How Immigrants Help Tech Businesses Grow Strong opinions on both sides of the immigration issue don't make achieving consensus easy, but for tech leaders, the bottom line is clear: Immigration fuels growth and needs to accelerate, not slow down.

By Chris Porteous

entrepreneur daily

Opinions expressed by Entrepreneur contributors are their own.

In almost every country, immigration is a contentious issue, particularly as it affects the economy. On one side of the debate, detractors argue that too much can saturate job markets and depress wages, while on the other side are those who point to falling birth rates in developed countries and to the need for labor in sectors with increasing worker shortages.

Here in Canada, we've been for years fairly liberal about allowing immigration. According to Statista, just shy of 493,000 people arrived here legally between July 1, 2021 and June 30, 2022. And the results of a 2022 poll by Research Co. indicate that three-quarters of Canadians see their arrival and contributions to the economy as a net positive.

As a CEO heavily involved with the technology sector, I couldn't agree more. The reality is that immigrants are critical to economic growth, particularly in this sector, and I'm not the only one saying so. Canada is in the midst of a mini tech boom right now, due in large part to the paralysis of the immigration system of our immediate neighbor to the south.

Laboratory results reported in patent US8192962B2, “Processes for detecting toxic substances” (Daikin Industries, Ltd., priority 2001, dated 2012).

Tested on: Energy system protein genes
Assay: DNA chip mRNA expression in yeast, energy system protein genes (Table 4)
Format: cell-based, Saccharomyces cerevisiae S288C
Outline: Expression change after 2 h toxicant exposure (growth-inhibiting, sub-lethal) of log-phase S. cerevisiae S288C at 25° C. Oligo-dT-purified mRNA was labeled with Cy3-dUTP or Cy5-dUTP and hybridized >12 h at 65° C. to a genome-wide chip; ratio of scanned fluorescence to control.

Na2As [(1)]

Here's a look at why technology leaders should consider transforming themselves into immigration advocates if they desire sustainable growth.

Related: Immigrant Business Owners Are the Key to Supercharging America's Economy

The view from up north

In 2017, Canada's immigration process was revamped — its goal bringing in highly-skilled technology workers from abroad. As part of the country's Global Skills Strategy, our government significantly shortened the visa process for these workers, from ten weeks to just two. Additionally, some were given a generous work permit exemption period so they could start working immediately, even while their paperwork was being processed. Moreover, Canada has a Start-Up Visa program that enables immigrant entrepreneurs to live and work here, provided they have secured funding from venture capital funds, angel investor groups or business incubators.

These policy changes made it possible for tech startups to attract the talent they needed to thrive at an accelerated rate. As a result, there are now at least 61 privately held and Canadian-founded technology firms on a path to earning $1 billion in annual revenue.

They're not alone, either: Major U.S.-based tech firms have noticed this success and hurried up north to become a part of it. One by one, companies like Amazon, Apple, Google, Microsoft and Meta opened new offices or expanded their presence here. Such startup activity and expansions have made Toronto the fastest-growing tech hub in North America, trailing only New York and Silicon Valley for total sector activity…for now. And venture capitalists have noticed, too, driving tech investment activity here from $5.8 billion in 2019 to $13.6 billion in 2021, according to PitchBook.